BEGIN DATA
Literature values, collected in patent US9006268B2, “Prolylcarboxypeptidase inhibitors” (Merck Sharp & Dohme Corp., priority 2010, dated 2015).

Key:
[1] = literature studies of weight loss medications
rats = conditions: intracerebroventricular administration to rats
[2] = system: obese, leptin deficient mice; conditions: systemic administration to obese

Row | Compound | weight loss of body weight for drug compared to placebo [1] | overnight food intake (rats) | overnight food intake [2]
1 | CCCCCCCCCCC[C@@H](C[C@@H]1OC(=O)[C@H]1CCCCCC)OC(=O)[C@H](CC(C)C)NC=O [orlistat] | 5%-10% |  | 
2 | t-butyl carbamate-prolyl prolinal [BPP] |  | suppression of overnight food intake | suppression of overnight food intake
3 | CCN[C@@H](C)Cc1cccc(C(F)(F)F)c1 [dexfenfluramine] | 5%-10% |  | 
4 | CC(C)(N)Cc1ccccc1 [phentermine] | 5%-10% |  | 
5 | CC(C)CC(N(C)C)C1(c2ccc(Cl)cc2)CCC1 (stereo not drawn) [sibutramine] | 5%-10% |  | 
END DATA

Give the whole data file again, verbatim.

Literature values, collected in patent US9006268B2, “Prolylcarboxypeptidase inhibitors” (Merck Sharp & Dohme Corp., priority 2010, dated 2015).

Key:
[1] = literature studies of weight loss medications
rats = conditions: intracerebroventricular administration to rats
[2] = system: obese, leptin deficient mice; conditions: systemic administration to obese

Row | Compound | weight loss of body weight for drug compared to placebo [1] | overnight food intake (rats) | overnight food intake [2]
1 | CCCCCCCCCCC[C@@H](C[C@@H]1OC(=O)[C@H]1CCCCCC)OC(=O)[C@H](CC(C)C)NC=O [orlistat] | 5%-10% |  | 
2 | t-butyl carbamate-prolyl prolinal [BPP] |  | suppression of overnight food intake | suppression of overnight food intake
3 | CCN[C@@H](C)Cc1cccc(C(F)(F)F)c1 [dexfenfluramine] | 5%-10% |  | 
4 | CC(C)(N)Cc1ccccc1 [phentermine] | 5%-10% |  | 
5 | CC(C)CC(N(C)C)C1(c2ccc(Cl)cc2)CCC1 (stereo not drawn) [sibutramine] | 5%-10% |  | 